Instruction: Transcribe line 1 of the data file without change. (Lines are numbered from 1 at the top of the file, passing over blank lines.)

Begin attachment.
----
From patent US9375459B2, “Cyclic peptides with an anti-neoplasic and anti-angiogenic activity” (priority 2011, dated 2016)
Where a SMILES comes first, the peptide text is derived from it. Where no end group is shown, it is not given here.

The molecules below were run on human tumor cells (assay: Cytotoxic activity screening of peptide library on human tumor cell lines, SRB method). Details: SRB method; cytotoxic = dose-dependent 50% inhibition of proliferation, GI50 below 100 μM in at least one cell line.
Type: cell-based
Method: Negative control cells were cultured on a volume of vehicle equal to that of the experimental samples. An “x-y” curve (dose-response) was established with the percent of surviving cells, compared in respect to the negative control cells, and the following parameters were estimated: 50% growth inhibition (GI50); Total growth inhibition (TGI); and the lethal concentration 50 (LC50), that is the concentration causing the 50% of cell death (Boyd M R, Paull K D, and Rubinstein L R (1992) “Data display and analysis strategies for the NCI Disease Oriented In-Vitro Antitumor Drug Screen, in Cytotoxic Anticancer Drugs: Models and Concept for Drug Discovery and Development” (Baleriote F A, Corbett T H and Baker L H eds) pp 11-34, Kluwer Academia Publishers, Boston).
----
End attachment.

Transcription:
From patent US9375459B2, “Cyclic peptides with an anti-neoplasic and anti-angiogenic activity” (priority 2011, dated 2016)